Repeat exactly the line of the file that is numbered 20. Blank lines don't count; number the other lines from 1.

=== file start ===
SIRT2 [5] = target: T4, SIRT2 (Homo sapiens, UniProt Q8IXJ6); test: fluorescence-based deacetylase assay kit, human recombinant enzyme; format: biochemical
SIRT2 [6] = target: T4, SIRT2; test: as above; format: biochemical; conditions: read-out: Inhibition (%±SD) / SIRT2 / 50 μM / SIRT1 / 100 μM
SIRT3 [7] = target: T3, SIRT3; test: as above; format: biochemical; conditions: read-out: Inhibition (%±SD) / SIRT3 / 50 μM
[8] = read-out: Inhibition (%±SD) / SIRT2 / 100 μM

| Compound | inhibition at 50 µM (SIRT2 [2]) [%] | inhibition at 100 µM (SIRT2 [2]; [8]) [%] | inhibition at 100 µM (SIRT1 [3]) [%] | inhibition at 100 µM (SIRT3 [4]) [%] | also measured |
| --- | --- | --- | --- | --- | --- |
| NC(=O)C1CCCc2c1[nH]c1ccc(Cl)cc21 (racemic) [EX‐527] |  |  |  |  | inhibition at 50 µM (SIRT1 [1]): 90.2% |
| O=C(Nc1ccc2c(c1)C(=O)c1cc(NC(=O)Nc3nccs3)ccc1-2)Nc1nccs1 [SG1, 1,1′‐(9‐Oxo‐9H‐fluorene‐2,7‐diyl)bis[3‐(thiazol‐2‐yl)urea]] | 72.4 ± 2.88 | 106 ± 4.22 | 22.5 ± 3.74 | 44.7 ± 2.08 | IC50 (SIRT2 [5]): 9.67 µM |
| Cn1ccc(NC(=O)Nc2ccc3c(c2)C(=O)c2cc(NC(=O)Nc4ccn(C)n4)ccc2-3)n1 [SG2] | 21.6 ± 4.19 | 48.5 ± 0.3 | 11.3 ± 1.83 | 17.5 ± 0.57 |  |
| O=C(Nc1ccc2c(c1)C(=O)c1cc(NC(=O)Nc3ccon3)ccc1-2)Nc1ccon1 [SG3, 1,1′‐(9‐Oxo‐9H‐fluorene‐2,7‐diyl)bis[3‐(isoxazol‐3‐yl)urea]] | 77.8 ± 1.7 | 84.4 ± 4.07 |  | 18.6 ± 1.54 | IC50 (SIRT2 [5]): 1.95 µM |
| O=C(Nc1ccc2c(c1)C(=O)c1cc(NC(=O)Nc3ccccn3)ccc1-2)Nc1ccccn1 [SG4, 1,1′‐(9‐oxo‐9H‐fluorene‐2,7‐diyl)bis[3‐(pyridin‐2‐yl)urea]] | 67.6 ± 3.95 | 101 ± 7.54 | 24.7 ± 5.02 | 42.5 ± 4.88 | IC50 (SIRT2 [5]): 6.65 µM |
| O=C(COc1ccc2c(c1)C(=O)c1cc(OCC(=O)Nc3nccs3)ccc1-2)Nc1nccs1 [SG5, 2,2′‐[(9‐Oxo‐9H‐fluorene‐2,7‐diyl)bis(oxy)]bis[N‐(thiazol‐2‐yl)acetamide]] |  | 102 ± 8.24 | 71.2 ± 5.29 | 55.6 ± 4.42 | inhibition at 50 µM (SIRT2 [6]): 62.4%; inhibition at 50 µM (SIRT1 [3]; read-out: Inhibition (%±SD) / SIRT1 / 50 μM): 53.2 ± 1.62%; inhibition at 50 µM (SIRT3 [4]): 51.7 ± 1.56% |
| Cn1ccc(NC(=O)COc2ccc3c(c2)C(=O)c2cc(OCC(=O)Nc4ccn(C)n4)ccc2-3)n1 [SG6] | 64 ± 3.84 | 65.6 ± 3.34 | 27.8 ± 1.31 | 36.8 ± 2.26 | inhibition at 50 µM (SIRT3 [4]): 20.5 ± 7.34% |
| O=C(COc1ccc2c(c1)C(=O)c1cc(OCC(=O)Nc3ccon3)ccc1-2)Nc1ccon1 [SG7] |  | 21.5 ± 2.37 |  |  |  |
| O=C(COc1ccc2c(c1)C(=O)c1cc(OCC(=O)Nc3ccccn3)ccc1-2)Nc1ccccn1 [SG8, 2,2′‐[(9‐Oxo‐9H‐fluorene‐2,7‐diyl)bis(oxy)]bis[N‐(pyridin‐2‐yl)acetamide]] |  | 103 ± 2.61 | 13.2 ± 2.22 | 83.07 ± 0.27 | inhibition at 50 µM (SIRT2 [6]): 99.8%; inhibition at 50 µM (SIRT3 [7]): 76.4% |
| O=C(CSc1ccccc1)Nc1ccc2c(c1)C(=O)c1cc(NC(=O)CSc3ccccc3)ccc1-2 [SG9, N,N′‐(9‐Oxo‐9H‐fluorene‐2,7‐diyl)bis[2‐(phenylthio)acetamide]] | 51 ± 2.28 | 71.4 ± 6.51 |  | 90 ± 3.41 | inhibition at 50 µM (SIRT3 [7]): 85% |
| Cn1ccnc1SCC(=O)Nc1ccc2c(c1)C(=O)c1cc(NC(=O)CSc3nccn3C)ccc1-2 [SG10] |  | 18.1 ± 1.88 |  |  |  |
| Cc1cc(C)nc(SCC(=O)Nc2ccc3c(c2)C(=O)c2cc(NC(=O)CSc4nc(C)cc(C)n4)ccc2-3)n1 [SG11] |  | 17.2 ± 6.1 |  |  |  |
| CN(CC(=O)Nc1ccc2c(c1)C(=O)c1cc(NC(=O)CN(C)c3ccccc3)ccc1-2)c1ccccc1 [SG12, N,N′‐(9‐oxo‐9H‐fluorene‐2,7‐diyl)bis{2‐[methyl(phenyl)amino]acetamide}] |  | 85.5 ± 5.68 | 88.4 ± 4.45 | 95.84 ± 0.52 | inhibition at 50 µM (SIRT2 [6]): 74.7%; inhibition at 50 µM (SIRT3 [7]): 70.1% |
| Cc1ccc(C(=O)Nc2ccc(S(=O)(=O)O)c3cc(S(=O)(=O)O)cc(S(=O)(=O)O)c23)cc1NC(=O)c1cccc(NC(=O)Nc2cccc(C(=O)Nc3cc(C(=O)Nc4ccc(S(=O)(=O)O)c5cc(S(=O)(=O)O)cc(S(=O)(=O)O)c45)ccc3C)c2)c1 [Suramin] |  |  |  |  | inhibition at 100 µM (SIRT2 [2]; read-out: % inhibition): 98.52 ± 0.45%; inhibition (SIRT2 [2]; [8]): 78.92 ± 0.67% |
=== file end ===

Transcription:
| Cc1ccc(C(=O)Nc2ccc(S(=O)(=O)O)c3cc(S(=O)(=O)O)cc(S(=O)(=O)O)c23)cc1NC(=O)c1cccc(NC(=O)Nc2cccc(C(=O)Nc3cc(C(=O)Nc4ccc(S(=O)(=O)O)c5cc(S(=O)(=O)O)cc(S(=O)(=O)O)c45)ccc3C)c2)c1 [Suramin] |  |  |  |  | inhibition at 100 µM (SIRT2 [2]; read-out: % inhibition): 98.52 ± 0.45%; inhibition (SIRT2 [2]; [8]): 78.92 ± 0.67% |